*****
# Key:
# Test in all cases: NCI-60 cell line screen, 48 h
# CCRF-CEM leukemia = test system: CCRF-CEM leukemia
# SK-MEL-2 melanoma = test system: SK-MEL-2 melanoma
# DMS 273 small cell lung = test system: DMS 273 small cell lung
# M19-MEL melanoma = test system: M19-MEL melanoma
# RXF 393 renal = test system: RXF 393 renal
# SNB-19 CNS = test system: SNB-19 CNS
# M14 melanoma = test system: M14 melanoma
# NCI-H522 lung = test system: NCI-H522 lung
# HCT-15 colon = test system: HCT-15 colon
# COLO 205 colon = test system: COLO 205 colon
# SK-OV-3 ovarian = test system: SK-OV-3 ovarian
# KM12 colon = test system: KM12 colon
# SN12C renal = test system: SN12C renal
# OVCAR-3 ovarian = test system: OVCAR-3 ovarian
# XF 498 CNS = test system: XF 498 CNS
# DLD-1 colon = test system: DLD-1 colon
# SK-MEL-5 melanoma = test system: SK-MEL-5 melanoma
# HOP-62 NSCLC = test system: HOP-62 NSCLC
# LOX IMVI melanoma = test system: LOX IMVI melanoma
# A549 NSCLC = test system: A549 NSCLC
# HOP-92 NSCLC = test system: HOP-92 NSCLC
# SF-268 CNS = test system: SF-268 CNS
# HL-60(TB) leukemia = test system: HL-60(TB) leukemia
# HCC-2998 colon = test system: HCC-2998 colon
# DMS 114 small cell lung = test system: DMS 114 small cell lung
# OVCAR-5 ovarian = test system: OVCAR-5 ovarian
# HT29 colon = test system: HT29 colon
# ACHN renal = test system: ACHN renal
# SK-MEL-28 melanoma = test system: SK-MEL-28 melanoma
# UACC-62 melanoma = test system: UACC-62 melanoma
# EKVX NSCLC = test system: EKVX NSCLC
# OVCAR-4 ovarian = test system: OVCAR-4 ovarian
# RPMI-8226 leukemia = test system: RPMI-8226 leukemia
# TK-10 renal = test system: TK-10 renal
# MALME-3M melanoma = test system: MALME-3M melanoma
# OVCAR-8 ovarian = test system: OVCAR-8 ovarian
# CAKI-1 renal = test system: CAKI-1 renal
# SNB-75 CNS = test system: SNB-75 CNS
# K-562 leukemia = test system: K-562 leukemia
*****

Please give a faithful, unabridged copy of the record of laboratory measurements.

# Key:
# Test in all cases: NCI-60 cell line screen, 48 h
# CCRF-CEM leukemia = test system: CCRF-CEM leukemia
# SK-MEL-2 melanoma = test system: SK-MEL-2 melanoma
# DMS 273 small cell lung = test system: DMS 273 small cell lung
# M19-MEL melanoma = test system: M19-MEL melanoma
# RXF 393 renal = test system: RXF 393 renal
# SNB-19 CNS = test system: SNB-19 CNS
# M14 melanoma = test system: M14 melanoma
# NCI-H522 lung = test system: NCI-H522 lung
# HCT-15 colon = test system: HCT-15 colon
# COLO 205 colon = test system: COLO 205 colon
# SK-OV-3 ovarian = test system: SK-OV-3 ovarian
# KM12 colon = test system: KM12 colon
# SN12C renal = test system: SN12C renal
# OVCAR-3 ovarian = test system: OVCAR-3 ovarian
# XF 498 CNS = test system: XF 498 CNS
# DLD-1 colon = test system: DLD-1 colon
# SK-MEL-5 melanoma = test system: SK-MEL-5 melanoma
# HOP-62 NSCLC = test system: HOP-62 NSCLC
# LOX IMVI melanoma = test system: LOX IMVI melanoma
# A549 NSCLC = test system: A549 NSCLC
# HOP-92 NSCLC = test system: HOP-92 NSCLC
# SF-268 CNS = test system: SF-268 CNS
# HL-60(TB) leukemia = test system: HL-60(TB) leukemia
# HCC-2998 colon = test system: HCC-2998 colon
# DMS 114 small cell lung = test system: DMS 114 small cell lung
# OVCAR-5 ovarian = test system: OVCAR-5 ovarian
# HT29 colon = test system: HT29 colon
# ACHN renal = test system: ACHN renal
# SK-MEL-28 melanoma = test system: SK-MEL-28 melanoma
# UACC-62 melanoma = test system: UACC-62 melanoma
# EKVX NSCLC = test system: EKVX NSCLC
# OVCAR-4 ovarian = test system: OVCAR-4 ovarian
# RPMI-8226 leukemia = test system: RPMI-8226 leukemia
# TK-10 renal = test system: TK-10 renal
# MALME-3M melanoma = test system: MALME-3M melanoma
# OVCAR-8 ovarian = test system: OVCAR-8 ovarian
# CAKI-1 renal = test system: CAKI-1 renal
# SNB-75 CNS = test system: SNB-75 CNS
# K-562 leukemia = test system: K-562 leukemia